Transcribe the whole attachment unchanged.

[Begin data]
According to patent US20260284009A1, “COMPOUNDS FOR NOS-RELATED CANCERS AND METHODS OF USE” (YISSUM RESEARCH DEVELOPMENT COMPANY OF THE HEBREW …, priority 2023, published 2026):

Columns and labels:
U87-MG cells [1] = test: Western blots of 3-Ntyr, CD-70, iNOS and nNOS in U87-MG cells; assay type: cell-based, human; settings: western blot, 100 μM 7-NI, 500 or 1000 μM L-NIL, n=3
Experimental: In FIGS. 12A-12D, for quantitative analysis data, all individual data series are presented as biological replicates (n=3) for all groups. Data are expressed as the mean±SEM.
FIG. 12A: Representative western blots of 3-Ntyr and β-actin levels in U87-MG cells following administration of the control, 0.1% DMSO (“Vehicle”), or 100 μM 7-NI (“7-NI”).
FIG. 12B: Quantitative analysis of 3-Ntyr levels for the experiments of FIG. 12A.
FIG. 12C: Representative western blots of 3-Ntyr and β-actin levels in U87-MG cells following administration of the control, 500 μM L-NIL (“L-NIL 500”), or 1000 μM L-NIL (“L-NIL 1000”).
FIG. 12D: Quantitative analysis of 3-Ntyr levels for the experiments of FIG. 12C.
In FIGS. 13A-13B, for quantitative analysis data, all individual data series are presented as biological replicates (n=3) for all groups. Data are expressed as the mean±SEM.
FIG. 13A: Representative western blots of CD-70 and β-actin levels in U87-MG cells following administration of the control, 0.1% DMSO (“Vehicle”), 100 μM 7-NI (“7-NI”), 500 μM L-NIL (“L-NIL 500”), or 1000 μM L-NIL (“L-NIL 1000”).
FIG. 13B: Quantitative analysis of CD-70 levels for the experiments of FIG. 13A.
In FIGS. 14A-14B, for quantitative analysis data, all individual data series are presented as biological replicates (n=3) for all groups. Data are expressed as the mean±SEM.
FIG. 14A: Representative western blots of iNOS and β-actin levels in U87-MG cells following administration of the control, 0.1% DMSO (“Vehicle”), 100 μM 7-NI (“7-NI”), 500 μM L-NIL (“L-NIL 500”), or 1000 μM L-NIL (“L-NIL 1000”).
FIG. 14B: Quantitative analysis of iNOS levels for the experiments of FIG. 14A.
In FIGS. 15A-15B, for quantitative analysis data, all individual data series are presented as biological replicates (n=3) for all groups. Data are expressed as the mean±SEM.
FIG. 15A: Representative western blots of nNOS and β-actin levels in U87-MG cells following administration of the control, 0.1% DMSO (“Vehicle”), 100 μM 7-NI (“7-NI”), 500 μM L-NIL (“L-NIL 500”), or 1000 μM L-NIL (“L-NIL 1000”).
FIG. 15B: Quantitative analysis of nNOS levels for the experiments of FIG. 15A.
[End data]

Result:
According to patent US20260284009A1, “COMPOUNDS FOR NOS-RELATED CANCERS AND METHODS OF USE” (YISSUM RESEARCH DEVELOPMENT COMPANY OF THE HEBREW …, priority 2023, published 2026):

Columns and labels:
U87-MG cells [1] = test: Western blots of 3-Ntyr, CD-70, iNOS and nNOS in U87-MG cells; assay type: cell-based, human; settings: western blot, 100 μM 7-NI, 500 or 1000 μM L-NIL, n=3
Experimental: In FIGS. 12A-12D, for quantitative analysis data, all individual data series are presented as biological replicates (n=3) for all groups. Data are expressed as the mean±SEM.
FIG. 12A: Representative western blots of 3-Ntyr and β-actin levels in U87-MG cells following administration of the control, 0.1% DMSO (“Vehicle”), or 100 μM 7-NI (“7-NI”).
FIG. 12B: Quantitative analysis of 3-Ntyr levels for the experiments of FIG. 12A.
FIG. 12C: Representative western blots of 3-Ntyr and β-actin levels in U87-MG cells following administration of the control, 500 μM L-NIL (“L-NIL 500”), or 1000 μM L-NIL (“L-NIL 1000”).
FIG. 12D: Quantitative analysis of 3-Ntyr levels for the experiments of FIG. 12C.
In FIGS. 13A-13B, for quantitative analysis data, all individual data series are presented as biological replicates (n=3) for all groups. Data are expressed as the mean±SEM.
FIG. 13A: Representative western blots of CD-70 and β-actin levels in U87-MG cells following administration of the control, 0.1% DMSO (“Vehicle”), 100 μM 7-NI (“7-NI”), 500 μM L-NIL (“L-NIL 500”), or 1000 μM L-NIL (“L-NIL 1000”).
FIG. 13B: Quantitative analysis of CD-70 levels for the experiments of FIG. 13A.
In FIGS. 14A-14B, for quantitative analysis data, all individual data series are presented as biological replicates (n=3) for all groups. Data are expressed as the mean±SEM.
FIG. 14A: Representative western blots of iNOS and β-actin levels in U87-MG cells following administration of the control, 0.1% DMSO (“Vehicle”), 100 μM 7-NI (“7-NI”), 500 μM L-NIL (“L-NIL 500”), or 1000 μM L-NIL (“L-NIL 1000”).
FIG. 14B: Quantitative analysis of iNOS levels for the experiments of FIG. 14A.
In FIGS. 15A-15B, for quantitative analysis data, all individual data series are presented as biological replicates (n=3) for all groups. Data are expressed as the mean±SEM.
FIG. 15A: Representative western blots of nNOS and β-actin levels in U87-MG cells following administration of the control, 0.1% DMSO (“Vehicle”), 100 μM 7-NI (“7-NI”), 500 μM L-NIL (“L-NIL 500”), or 1000 μM L-NIL (“L-NIL 1000”).
FIG. 15B: Quantitative analysis of nNOS levels for the experiments of FIG. 15A.